The Rembrandt of pulp

John Willie's bondage illustrations made hurting look so good.

Topics: Sex, Love and Sex,

The Rembrandt of pulp

My college roommate was Mistress Domino. She was also Carrie, a freshman from upstate New York who didn’t drink or do drugs or sociology assignments. Every day after class Carrie strolled down Fifth Avenue to a club near Wall Street, where she traded her sneakers for stilettos. She lounged on a satin sofa until a stockbroker tickled her Chanel vamp toes. Then she led him downstairs to a dungeon, called him a pig and swatted his behind with a horsewhip. That was all. Or that was all she would say after my jaw dropped when Carrie first told me about her extracurricular activities.

Like Carrie, J.B. Rund makes no apologies about a fondness for flagellation. “I’m not a pervert,” the Manhattan-based publisher declares in a scotch-and-cigarette voice. “So I get excited by high heels? And women tied up?”

For more than two decades, Rund has been publishing fetish art, books and cartoons in an effort to bring fetishism to the mainstream. “My friends look at these cartoons and say, ‘How can you get a hard-on from that stuff?’” he says. “But they only get turned on by ladies with big knockers. If they were normal, other things would excite them as well. I’m not sick; I’m different. Thank God for pistachio ice cream; it would be boring if everyone liked vanilla!”

His idol, the subject of his latest book, is John Willie, considered by many to be the father of modern fetishism. Rund encountered the erotic art of the British illustrator and photographer as a teenager in the late 1950s. “The first time I saw Willie’s work,” Rund says, “I knew he was the Rembrandt of pulp.”

Willie flirted with various mediums and styles, from comic art featuring flint-eyed Amazons with projectile breasts to coy damsels reminiscent of Esquire magazine’s Varga girls — only Willie’s girls preferred leather gags to linen hankies.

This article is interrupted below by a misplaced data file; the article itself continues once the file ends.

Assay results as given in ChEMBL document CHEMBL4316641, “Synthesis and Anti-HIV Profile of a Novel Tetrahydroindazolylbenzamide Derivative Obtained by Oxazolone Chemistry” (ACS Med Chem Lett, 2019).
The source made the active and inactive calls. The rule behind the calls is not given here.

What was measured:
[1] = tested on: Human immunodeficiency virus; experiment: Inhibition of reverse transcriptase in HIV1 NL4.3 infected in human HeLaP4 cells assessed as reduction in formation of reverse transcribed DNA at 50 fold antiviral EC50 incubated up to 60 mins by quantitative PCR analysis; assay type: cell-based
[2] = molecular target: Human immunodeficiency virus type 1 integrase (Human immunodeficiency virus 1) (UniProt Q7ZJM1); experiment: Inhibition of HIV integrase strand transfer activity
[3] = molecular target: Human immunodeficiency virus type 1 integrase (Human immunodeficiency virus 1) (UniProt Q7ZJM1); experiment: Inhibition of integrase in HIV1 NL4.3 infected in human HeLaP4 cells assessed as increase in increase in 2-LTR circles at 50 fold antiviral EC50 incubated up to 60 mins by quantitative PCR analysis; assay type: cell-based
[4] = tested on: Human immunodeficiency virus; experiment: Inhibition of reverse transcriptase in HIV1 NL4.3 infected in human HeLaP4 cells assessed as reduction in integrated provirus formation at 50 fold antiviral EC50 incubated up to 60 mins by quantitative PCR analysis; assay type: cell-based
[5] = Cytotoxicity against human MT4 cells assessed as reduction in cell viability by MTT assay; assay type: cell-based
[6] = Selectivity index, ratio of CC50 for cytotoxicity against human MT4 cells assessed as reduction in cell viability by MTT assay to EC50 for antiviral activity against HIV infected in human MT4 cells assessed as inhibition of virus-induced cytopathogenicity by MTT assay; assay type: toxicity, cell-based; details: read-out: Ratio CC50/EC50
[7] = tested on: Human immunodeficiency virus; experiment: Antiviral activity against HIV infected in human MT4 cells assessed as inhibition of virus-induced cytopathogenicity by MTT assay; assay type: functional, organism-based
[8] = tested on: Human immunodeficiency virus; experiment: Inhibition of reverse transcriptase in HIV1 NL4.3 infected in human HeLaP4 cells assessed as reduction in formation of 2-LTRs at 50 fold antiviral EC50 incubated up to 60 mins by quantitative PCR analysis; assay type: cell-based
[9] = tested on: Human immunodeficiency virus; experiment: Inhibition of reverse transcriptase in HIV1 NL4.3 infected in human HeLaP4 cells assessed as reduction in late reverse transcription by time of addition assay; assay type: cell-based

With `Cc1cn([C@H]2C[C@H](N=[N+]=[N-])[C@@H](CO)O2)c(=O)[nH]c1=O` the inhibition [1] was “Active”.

In the 1940s, Willie created an obscure fetish magazine called Bizarre and produced four cartoon serials, of which “The Adventures of Sweet Gwendoline” was best known. He contributed to gentlemen’s magazines such as London Life, Flirt and Wink — publications with Cosmo covers that enticed readers with headlines like “Spanking for Wives” and “She Strips to Conquer.” He also created private fantasy stories commissioned by mail-order customers.



Willie’s real name was John Coutts. He was born to an upper-middle-class family in 1902 and flitted between London, Australia and the States, making drinking buddies on every continent, before dying of a brain tumor in 1962.

While John Willie was a name in his day, he is obscure to most artists today, except for the fetish artists who consider him a legend. With the publication of “The Adventures of Sweet Gwendoline,” a collection of Willie’s life’s work, Rund wanted to acknowledge what elevated Willie above other erotic artists.

“I used to just look at the pictures,” Rund recalls. “But when I finally read the Gwendoline serials, I realized that Willie’s humanity made him better than all the others. His characters have dignity, which is very rare in pornography.”